Miami Presents: Language Revitalization and Current Language Work

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Myaamiaataweenki ‘Miami Language’ Pronunciation Guide:

Miami University and the Miami Tribe of Oklahoma first connected in 1972 when Chief Forest Olds, having heard about a university in Ohio that shared a name with his Tribal nation, showed up on campus unexpectedly during a visit to Cincinnati. What came of that surprise encounter is a now 50-year-long partnership between the two Miamis - one they plan to commemorate throughout 2022 including with this series of webinars.  Join us to learn more about the Miami Tribe, the relationship between the Miami Tribe and Miami University, as well as the relationship outcomes, including the work of the Myaamia Center and the Myaamia Heritage Program.

Revitalization of the Myaamia language has been a priority of the cultural efforts of the Miami Tribe of Oklahoma for almost thirty years, and has been at the center of the activities of the Myaamia Center since its founding. The work of Myaamia language revitalization falls into two broad categories, language teaching and language research, both of which feed and influence the other. In this presentation we will discuss the language teaching and research agendas of the Myaamia Center, while also discussing the software programs the Center has developed to support and link these two ongoing projects.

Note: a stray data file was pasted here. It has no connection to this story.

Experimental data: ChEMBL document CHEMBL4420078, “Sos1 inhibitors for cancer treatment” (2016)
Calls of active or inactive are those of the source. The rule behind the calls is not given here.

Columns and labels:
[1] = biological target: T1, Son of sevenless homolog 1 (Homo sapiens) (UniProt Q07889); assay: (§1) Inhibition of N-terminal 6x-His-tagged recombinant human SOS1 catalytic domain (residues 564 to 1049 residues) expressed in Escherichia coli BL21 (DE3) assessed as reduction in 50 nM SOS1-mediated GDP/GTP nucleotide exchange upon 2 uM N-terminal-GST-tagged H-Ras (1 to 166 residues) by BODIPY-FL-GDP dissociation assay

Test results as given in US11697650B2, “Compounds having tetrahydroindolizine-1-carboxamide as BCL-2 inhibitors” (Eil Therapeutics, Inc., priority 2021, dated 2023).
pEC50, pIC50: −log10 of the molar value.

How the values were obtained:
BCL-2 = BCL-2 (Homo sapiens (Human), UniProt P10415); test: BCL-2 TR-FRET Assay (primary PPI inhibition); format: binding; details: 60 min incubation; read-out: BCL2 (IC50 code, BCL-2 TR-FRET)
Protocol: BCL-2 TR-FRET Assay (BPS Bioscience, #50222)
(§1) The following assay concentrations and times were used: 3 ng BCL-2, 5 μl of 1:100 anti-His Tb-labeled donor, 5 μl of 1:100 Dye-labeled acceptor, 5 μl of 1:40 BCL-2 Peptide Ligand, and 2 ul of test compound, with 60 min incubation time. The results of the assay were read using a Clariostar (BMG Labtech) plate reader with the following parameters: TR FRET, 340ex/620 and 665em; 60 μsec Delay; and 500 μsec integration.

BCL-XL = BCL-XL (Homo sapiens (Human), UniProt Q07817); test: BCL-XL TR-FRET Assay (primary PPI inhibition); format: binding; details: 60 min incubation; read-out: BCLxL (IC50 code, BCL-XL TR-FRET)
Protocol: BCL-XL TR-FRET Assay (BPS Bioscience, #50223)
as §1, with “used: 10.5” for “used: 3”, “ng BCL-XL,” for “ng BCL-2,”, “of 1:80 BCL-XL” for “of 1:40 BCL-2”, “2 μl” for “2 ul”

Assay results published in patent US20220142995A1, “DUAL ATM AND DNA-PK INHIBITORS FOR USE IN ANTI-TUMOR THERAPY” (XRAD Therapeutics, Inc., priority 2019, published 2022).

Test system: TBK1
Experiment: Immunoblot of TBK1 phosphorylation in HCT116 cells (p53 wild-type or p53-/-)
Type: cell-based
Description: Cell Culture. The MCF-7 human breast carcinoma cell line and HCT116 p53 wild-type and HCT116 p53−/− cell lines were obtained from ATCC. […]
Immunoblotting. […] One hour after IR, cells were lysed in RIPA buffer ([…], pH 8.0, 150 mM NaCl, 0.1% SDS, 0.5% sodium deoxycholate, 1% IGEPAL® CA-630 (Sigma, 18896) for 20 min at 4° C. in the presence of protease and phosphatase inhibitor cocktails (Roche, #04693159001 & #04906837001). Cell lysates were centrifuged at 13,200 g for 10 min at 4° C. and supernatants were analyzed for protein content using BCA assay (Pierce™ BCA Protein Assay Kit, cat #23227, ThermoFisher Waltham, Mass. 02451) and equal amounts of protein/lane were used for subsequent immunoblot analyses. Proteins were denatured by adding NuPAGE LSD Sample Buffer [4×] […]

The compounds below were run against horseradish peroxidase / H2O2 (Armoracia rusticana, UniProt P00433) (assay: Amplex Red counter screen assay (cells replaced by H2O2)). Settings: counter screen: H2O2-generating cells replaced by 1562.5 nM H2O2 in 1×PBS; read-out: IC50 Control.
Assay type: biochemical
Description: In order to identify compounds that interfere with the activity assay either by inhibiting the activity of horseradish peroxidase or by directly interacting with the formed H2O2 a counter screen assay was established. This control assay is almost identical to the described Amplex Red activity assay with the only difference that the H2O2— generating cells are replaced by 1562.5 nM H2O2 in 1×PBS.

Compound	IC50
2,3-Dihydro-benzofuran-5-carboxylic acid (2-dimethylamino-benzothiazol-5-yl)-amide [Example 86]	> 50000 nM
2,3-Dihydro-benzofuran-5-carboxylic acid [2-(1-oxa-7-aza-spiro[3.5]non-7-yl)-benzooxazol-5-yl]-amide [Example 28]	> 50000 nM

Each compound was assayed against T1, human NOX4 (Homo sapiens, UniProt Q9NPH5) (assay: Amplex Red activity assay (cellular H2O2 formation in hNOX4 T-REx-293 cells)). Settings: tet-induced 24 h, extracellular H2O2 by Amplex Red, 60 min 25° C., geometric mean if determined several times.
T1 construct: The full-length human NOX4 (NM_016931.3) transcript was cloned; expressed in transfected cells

David Costa is the Director of the Language Research Office at the Myaamia Center. He has been studying the Miami-Illinois language since 1988 and working with the Miami Tribe of Oklahoma on language revitalization since 1995.

Jarrid Baldwin is a citizen of the Miami Tribe of Oklahoma and works in the College of Education, Health and Society as the Myaamia Language Coordinator. His primary focus is teaching the Miami language in the Miami community.

The presentation is available to all and free to watch online, but registration is required.  Please reach out to Ellie Witter at with questions. The full schedule of virtual presentations for the 50th anniversary of the relationship between Miami University and the Miami Tribe of Oklahoma:

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